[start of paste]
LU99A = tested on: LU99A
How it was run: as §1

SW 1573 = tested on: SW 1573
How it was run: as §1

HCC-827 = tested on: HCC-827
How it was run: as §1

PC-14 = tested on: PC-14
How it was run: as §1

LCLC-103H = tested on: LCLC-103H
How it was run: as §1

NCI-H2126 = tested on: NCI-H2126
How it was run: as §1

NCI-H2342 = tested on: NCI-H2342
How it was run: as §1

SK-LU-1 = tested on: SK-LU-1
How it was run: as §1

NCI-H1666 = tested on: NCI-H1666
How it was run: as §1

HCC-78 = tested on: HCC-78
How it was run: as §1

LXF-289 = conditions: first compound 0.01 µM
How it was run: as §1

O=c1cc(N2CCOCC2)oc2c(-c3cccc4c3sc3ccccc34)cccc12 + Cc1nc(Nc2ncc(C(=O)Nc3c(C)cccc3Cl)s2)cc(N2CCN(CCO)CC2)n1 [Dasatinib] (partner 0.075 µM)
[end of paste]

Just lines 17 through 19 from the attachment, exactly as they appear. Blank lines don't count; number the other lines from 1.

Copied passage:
NCI-H1666 = tested on: NCI-H1666
How it was run: as §1

HCC-78 = tested on: HCC-78